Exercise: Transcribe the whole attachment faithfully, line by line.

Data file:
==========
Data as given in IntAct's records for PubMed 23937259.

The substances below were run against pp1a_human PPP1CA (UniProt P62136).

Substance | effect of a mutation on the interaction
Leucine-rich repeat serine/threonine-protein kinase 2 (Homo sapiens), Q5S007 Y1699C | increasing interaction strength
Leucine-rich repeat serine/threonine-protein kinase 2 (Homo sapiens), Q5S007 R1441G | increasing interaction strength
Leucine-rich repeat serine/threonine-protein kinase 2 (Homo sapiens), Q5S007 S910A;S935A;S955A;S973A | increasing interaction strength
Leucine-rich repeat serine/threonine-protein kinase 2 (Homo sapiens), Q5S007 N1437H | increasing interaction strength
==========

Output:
Data as given in IntAct's records for PubMed 23937259.

The substances below were run against pp1a_human PPP1CA (UniProt P62136).

Substance | effect of a mutation on the interaction
Leucine-rich repeat serine/threonine-protein kinase 2 (Homo sapiens), Q5S007 Y1699C | increasing interaction strength
Leucine-rich repeat serine/threonine-protein kinase 2 (Homo sapiens), Q5S007 R1441G | increasing interaction strength
Leucine-rich repeat serine/threonine-protein kinase 2 (Homo sapiens), Q5S007 S910A;S935A;S955A;S973A | increasing interaction strength
Leucine-rich repeat serine/threonine-protein kinase 2 (Homo sapiens), Q5S007 N1437H | increasing interaction strength